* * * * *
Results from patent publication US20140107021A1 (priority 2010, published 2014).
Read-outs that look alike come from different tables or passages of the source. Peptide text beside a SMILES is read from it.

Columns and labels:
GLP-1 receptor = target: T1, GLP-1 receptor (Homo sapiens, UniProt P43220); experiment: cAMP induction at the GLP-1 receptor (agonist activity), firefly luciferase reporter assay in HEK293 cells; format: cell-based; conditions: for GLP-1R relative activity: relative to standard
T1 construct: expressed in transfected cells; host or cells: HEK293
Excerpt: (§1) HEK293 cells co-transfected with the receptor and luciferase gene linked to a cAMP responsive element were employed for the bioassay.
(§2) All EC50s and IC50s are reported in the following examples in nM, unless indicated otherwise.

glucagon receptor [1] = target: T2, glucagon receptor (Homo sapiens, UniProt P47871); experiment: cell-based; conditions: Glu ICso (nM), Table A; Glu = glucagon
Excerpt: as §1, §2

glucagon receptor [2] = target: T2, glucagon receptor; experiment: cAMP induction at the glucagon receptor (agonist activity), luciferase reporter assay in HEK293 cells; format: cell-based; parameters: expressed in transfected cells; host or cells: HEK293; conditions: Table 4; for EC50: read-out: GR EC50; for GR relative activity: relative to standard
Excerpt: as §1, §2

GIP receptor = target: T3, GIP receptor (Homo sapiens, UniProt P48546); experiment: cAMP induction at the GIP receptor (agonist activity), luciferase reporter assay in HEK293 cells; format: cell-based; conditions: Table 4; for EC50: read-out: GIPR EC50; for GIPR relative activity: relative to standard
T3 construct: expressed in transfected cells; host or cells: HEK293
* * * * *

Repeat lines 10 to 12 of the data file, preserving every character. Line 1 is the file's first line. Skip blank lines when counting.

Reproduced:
glucagon receptor [2] = target: T2, glucagon receptor; experiment: cAMP induction at the glucagon receptor (agonist activity), luciferase reporter assay in HEK293 cells; format: cell-based; parameters: expressed in transfected cells; host or cells: HEK293; conditions: Table 4; for EC50: read-out: GR EC50; for GR relative activity: relative to standard
Excerpt: as §1, §2

GIP receptor = target: T3, GIP receptor (Homo sapiens, UniProt P48546); experiment: cAMP induction at the GIP receptor (agonist activity), luciferase reporter assay in HEK293 cells; format: cell-based; conditions: Table 4; for EC50: read-out: GIPR EC50; for GIPR relative activity: relative to standard